- a cardinal number, ten times ten.
- a symbol for this number, as 100 or C.
- a set of this many persons or things: a hundred of the men.
- hundreds, a number between 100 and 999, as in referring to an amount of money: Property loss was only in the hundreds of dollars.
- a hundred-dollar bill.
- the sum of one hundred dollars.
- (formerly) an administrative division of an English county.
- a similar division in colonial Pennsylvania, Delaware, and Virginia, and in present-day Delaware.
- Also called hundred's place. Mathematics.
- (in a mixed number) the position of the third digit to the left of the decimal point.
- (in a whole number) the position of the third digit from the right.
- amounting to one hundred in number.
- keep it one hundred, Slang. to remain completely genuine or authentic; be totally honest or truthful. Also keep it 100.
Origin of hundred
Examples from the Web for hundred
A hundred ultra-wealthy liberal and conservative donors have taken over the political system.The 100 Rich People Who Run America
January 5, 2015
A running joke inside the tribe is that the group is like that club with a hundred people waiting outside to get in.‘We Out Here’: Inside the New Black Travel Movement
January 4, 2015
And of course, Rod, being Rod, goes for it a hundred percent; his mouth drops open and he says, ‘What?’The Story Behind Lee Marvin’s Liberty Valance Smile
January 3, 2015
He carried around a hundred pounds too many most of his life, a great buffer of flesh between himself and the world.Alfred Hitchcock’s Fade to Black: The Great Director’s Final Days
December 13, 2014
His photography has won more than a hundred awards, including the prestigious Alfred Eisenstaedt Award for Magazine Photography.The Best Coffee Table Books of 2014
December 13, 2014
You can just as well get into the hundred million class as not, and I know it.
But unless he did something a hundred lives perhaps might be lost.
You wouldn't think it was a hundred yards back from the track, would you?
There is not more than one chance in a hundred of its reaching its destination.
His name was Cup and he too had inherited his land from a hundred other Cups who had gone before.Ancient Man
Hendrik Willem van Loon
- the cardinal number that is the product of ten and ten; five scoreSee also number (def. 1)
- a numeral, 100, C, etc, representing this number
- (often plural) a large but unspecified number, amount, or quantitythere will be hundreds of people there
- the hundreds
- the numbers 100 to 109the temperature was in the hundreds
- the numbers 100 to 199his score went into the hundreds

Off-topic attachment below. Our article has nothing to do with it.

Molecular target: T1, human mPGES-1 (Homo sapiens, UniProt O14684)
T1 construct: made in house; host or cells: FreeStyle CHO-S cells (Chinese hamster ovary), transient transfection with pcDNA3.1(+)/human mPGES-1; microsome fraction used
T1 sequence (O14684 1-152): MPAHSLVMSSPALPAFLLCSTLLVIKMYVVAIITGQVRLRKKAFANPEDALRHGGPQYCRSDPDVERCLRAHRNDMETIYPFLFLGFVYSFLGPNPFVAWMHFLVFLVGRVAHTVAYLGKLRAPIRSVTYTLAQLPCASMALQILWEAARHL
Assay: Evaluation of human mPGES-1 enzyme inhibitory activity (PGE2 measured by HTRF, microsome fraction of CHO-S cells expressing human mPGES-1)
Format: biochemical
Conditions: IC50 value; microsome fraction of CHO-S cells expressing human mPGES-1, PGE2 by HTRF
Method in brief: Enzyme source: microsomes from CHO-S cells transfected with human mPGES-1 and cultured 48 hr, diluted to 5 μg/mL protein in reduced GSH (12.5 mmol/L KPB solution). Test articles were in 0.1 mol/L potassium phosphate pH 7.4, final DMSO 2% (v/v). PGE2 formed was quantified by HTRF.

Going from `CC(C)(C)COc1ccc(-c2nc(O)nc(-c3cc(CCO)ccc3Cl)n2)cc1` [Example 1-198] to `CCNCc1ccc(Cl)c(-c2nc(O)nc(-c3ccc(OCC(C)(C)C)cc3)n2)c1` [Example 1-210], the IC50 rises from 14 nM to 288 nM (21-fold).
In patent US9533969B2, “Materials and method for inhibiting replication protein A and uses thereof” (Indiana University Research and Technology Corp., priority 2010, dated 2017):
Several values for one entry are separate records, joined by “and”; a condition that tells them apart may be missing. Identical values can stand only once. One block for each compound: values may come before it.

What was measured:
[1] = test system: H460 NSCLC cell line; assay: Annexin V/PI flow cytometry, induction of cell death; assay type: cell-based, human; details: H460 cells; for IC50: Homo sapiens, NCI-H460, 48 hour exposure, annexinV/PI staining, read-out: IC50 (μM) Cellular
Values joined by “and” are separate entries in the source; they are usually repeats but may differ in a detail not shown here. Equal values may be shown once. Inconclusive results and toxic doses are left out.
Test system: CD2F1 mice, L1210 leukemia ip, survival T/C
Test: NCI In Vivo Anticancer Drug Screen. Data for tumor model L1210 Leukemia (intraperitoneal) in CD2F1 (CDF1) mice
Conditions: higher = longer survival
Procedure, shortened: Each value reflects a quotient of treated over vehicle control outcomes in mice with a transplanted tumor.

- the numbers 100 to 999the price was in the hundreds
- (plural) the 100 years of a specified centuryin the sixteen hundreds
- something representing, represented by, or consisting of 100 units
- maths the position containing a digit representing that number followed by two zerosin 4376, 3 is in the hundred's place
- an ancient division of a county in England, Ireland, and parts of the US
- amounting to or approximately a hundreda hundred reasons for that
- (as pronoun)the hundred I chose
- amounting to 100 times a particular scientific quantitya hundred volts
Word Origin and History for hundred
Old English hundred "the number of 100, a counting of 100," from West Germanic *hundrath (cf. Old Norse hundrað, German hundert); first element is Proto-Germanic *hundam "hundred" (cf. Gothic hund, Old High German hunt), from PIE *km-tom "hundred," reduced from *dkm-tom- (cf. Sanskrit satam, Avestan satem, Greek hekaton, Latin centum, Lithuanian simtas, Old Church Slavonic suto, Old Irish cet, Breton kant "hundred"), from *dekm- "ten" (see ten).
Second element is Proto-Germanic *rath "reckoning, number" (cf. Gothic raþjo "a reckoning, account, number," garaþjan "to count;" see read (v.)). The common word for the number in Old English was simple hund, and Old English also used hund-teontig.
In Old Norse hundrath meant 120, that is the long hundred of six score, and at a later date, when both the six-score hundred and the five-score hundred were in use, the old or long hundred was styled hundrath tolf-roett ... meaning "duodecimal hundred," and the new or short hundred was called hundrath ti-rætt, meaning "decimal hundred." "The Long Hundred and its use in England" was discussed by Mr W.H. Stevenson, in 1889, in the Archcæological Review (iv. 313-27), where he stated that amongst the Teutons, who longest preserved their native customs unimpaired by the influence of Latin Christianity, the hundred was generally the six-score hundred. The short hundred was introduced among the Northmen in the train of Christianity. ["Transactions" of the Lancashire and Cheshire Antiquarian Society, 1907]
Meaning "division of a county or shire with its own court" (still in some British place names and U.S. state of Delaware) was in Old English and probably represents 100 hides of land. The Hundred Years War (which ran intermittently from 1337 to 1453) was first so called in 1874. The original Hundred Days was the period between Napoleon's restoration and his final abdication in 1815.